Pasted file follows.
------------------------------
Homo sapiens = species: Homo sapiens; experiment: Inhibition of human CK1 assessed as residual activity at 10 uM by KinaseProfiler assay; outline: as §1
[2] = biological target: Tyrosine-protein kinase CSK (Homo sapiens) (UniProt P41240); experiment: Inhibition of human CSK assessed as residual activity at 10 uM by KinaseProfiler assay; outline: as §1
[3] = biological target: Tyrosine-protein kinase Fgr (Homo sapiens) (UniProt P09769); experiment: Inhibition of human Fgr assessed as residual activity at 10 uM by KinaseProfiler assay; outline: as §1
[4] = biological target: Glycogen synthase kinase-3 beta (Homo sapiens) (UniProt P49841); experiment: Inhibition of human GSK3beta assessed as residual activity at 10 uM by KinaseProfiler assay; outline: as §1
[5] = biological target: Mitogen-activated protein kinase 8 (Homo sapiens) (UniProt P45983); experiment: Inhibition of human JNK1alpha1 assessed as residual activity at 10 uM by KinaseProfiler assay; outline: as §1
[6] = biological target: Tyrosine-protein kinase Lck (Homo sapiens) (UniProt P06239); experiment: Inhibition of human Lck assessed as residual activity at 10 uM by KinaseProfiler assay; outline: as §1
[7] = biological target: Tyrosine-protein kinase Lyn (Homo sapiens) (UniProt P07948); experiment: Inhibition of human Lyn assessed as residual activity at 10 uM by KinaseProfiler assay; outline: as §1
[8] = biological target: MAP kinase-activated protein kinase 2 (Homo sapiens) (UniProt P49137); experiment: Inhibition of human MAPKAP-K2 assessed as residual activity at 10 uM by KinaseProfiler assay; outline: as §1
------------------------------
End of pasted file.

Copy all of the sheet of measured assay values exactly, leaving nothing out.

Homo sapiens = species: Homo sapiens; experiment: Inhibition of human CK1 assessed as residual activity at 10 uM by KinaseProfiler assay; outline: as §1
[2] = biological target: Tyrosine-protein kinase CSK (Homo sapiens) (UniProt P41240); experiment: Inhibition of human CSK assessed as residual activity at 10 uM by KinaseProfiler assay; outline: as §1
[3] = biological target: Tyrosine-protein kinase Fgr (Homo sapiens) (UniProt P09769); experiment: Inhibition of human Fgr assessed as residual activity at 10 uM by KinaseProfiler assay; outline: as §1
[4] = biological target: Glycogen synthase kinase-3 beta (Homo sapiens) (UniProt P49841); experiment: Inhibition of human GSK3beta assessed as residual activity at 10 uM by KinaseProfiler assay; outline: as §1
[5] = biological target: Mitogen-activated protein kinase 8 (Homo sapiens) (UniProt P45983); experiment: Inhibition of human JNK1alpha1 assessed as residual activity at 10 uM by KinaseProfiler assay; outline: as §1
[6] = biological target: Tyrosine-protein kinase Lck (Homo sapiens) (UniProt P06239); experiment: Inhibition of human Lck assessed as residual activity at 10 uM by KinaseProfiler assay; outline: as §1
[7] = biological target: Tyrosine-protein kinase Lyn (Homo sapiens) (UniProt P07948); experiment: Inhibition of human Lyn assessed as residual activity at 10 uM by KinaseProfiler assay; outline: as §1
[8] = biological target: MAP kinase-activated protein kinase 2 (Homo sapiens) (UniProt P49137); experiment: Inhibition of human MAPKAP-K2 assessed as residual activity at 10 uM by KinaseProfiler assay; outline: as §1